CA Port Data Interoperability Grant Program: About Our Draft Proposal Feedback Process

One reason ISC was excited to lead the scoring and evaluation portions of the CA Port Data Interoperability Grant Program was that it represented an opportunity to identify and implement improvements to the process. In typical government grant applications, the opportunities for applicants to engage with the granting agency is limited. There’s a period in which applicants can ask questions, which is valuable in its own right. But so far as we know, there has never been a grant program that gave its applicants feedback, and the opportunity to make changes to their proposals, during the application process.

Of course, we were able to do this partially because the candidates were known and limited (the grant program is only open to the five containerized ports in CA). If this grant had been open to the public, with an unknown number of candidates, this would have been harder to execute. Still, we hope the positive feedback we received from our stakeholders about this design change will inspire opportunities for feedback during future grant applications. We strongly feel that this addition to the process allowed the proposals to be stronger, more competitive, and more aligned with the goals and budget of the State of CA.

Here is an overview of the steps in our application process:

  1. The scoring criteria were crafted alongside the original proposal guidelines after hosting workshops with the ports to learn more about their data needs and individual visions.
  2. Technical Advisory Committee (TAC) members reviewed the scoring criteria before reading draft proposals, to ensure A) consistency with what we instructed the ports to write, and B) that we were making reasonable suggestions.
  3. To keep things streamlined, individual TAC members reviewed each proposal, focusing on high-level project vision, scope of work, and implementation details in their respective area of expertise. Crucially, we did not score the proposals in this phase, not only to be efficient with our project budget, but also because we didn’t want the ports to optimize their final proposals to match an early score.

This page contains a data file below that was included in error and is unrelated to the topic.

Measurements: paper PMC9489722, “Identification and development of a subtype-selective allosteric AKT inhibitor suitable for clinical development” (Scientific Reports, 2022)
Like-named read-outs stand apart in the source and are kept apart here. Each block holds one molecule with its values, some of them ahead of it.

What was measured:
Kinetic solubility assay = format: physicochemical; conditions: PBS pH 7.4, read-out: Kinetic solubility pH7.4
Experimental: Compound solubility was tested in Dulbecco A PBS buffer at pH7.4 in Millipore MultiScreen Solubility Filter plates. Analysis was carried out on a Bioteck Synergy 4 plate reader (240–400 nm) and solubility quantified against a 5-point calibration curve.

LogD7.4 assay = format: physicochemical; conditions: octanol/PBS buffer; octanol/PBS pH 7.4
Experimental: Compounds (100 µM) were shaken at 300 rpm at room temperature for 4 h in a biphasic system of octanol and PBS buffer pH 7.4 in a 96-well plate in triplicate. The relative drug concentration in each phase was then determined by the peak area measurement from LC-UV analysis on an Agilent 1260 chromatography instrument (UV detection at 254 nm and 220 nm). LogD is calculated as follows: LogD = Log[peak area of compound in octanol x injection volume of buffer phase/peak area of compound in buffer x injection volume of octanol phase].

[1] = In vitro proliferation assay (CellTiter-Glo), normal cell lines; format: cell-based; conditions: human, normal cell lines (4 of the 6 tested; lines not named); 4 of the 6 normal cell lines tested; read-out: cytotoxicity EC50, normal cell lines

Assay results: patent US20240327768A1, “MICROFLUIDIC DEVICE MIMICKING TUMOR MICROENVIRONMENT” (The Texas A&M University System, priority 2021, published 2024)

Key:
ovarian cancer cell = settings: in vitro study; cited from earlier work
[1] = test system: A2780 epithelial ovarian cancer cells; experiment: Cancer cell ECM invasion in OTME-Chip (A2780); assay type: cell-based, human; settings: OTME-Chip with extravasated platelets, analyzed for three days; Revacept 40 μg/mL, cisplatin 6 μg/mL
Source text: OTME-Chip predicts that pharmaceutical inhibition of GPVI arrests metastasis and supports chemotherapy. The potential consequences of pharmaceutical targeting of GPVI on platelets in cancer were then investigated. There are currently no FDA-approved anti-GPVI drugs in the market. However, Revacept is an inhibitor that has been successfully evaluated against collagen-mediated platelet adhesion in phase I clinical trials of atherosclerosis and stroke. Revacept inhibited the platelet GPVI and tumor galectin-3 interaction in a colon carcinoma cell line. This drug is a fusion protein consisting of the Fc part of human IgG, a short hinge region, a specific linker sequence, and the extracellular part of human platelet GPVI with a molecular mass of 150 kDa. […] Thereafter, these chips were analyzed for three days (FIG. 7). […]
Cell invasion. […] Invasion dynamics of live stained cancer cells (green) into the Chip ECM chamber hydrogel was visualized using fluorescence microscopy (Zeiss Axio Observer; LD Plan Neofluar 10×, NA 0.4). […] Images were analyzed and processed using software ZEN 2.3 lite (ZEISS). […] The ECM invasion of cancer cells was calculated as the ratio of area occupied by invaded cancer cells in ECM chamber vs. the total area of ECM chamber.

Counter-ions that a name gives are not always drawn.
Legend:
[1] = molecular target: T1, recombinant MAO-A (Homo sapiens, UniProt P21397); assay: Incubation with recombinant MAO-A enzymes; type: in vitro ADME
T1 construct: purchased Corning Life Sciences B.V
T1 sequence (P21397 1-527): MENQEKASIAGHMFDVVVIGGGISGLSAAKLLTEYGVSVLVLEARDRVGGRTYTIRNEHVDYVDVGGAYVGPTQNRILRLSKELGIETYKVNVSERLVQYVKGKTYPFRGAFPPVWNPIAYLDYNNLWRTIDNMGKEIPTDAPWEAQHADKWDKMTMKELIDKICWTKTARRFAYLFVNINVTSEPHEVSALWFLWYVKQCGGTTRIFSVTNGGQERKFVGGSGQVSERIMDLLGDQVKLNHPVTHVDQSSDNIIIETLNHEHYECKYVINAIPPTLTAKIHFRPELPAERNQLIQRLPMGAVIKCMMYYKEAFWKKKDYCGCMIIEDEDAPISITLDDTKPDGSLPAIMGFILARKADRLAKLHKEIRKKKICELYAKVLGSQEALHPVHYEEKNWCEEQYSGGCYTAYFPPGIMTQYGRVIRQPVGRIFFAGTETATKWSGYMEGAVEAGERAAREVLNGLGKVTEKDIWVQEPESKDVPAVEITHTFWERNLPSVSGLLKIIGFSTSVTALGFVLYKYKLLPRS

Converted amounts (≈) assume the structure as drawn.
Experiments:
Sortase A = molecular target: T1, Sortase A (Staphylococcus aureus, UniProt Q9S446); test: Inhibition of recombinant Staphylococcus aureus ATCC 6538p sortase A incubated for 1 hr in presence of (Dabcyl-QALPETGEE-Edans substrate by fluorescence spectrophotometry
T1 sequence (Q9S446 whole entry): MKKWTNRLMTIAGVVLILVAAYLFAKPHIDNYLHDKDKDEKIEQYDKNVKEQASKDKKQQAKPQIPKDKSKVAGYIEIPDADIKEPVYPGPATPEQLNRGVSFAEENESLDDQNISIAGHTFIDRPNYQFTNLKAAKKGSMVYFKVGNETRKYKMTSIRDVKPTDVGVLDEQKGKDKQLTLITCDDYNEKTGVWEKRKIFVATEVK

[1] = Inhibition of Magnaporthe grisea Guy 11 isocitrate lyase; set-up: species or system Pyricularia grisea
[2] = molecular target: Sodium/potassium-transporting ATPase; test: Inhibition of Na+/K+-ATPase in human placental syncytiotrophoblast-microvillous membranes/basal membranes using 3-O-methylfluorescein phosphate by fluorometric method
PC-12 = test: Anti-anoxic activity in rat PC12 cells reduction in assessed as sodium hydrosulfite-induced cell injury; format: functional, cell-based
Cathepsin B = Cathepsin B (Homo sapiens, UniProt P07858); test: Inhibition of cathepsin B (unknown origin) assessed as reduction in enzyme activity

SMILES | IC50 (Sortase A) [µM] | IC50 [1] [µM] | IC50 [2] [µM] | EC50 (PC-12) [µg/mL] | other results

4. As they reviewed the individual documents, TAC members added comments inline with the text. Those documents were then shared back to the ports.
  5. We reviewed each proposal as a group, in an interactive process facilitated by ISC, where we provided feedback in three main areas:
    • Things we liked
    • Things that needed improvement
    • Suggested changes in direction or scope
  6. At the end, we stepped back and explored the trends we noticed across all proposals, focused on common areas for improvement.
  7. We voted on one proposal to run through a mock scoring session, to exercise our process ahead of time.
  8. We summarized the feedback for each port, starting with the trends we observed across all applications (we sent these trends to all applicants). Then, we summarized the comments specific to individual proposals (generated during the group process) and sent them to each port respectively.

This process was well-received by the ports, and we observed several positive ripple effects as a result of the feedback. In general, the proposals improved substantially between the initial and final submissions. Because the TAC is already experienced with the technical aspects of data interoperability, we asked the applicants to remove unnecessary explanations of technical concepts and instead focus on the implementation details. The revised proposals focused more on how they would accomplish what they set out to do, rather than a nonspecific vision statement with few details. We believe that the resulting applications were much more detail-oriented, and much more aligned with the goals of the State of CA, after the feedback and revision process. Additionally, the feedback process allowed us to:

  • Identify opportunities for collaboration between ports
  • Request that ports demonstrate how they’ll integrate existing standards (mostly DCSA standards) into their proposed project
  • Identify how ports can use this funding opportunity as leverage for future funding opportunities

We are grateful for the opportunity to implement this new kind of process, and we’re excited to be a part of the future of data interoperability in this critical part of our national supply chain. Shoutouts to all of our partners on the project: GO-Biz, Momentum, Port of LA, Port of Long Beach, Port of Oakland, Port of San Diego, Port of Hueneme, DCSA, CAPA, Latacora, Data CRT, and Cloud303.

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